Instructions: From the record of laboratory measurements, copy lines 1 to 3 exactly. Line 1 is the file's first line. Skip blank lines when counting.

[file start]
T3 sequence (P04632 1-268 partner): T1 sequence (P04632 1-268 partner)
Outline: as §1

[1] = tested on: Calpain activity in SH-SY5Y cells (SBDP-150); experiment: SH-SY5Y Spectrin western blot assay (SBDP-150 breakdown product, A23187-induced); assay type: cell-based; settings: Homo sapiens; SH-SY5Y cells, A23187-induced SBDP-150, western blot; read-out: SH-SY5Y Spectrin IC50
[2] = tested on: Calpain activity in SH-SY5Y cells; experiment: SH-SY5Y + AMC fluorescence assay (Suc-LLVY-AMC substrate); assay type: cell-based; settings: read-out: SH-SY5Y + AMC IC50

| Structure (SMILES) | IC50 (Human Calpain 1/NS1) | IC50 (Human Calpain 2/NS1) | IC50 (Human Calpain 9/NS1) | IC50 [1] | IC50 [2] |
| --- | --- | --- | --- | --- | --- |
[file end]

T3 sequence (P04632 1-268 partner): T1 sequence (P04632 1-268 partner)
Outline: as §1

[1] = tested on: Calpain activity in SH-SY5Y cells (SBDP-150); experiment: SH-SY5Y Spectrin western blot assay (SBDP-150 breakdown product, A23187-induced); assay type: cell-based; settings: Homo sapiens; SH-SY5Y cells, A23187-induced SBDP-150, western blot; read-out: SH-SY5Y Spectrin IC50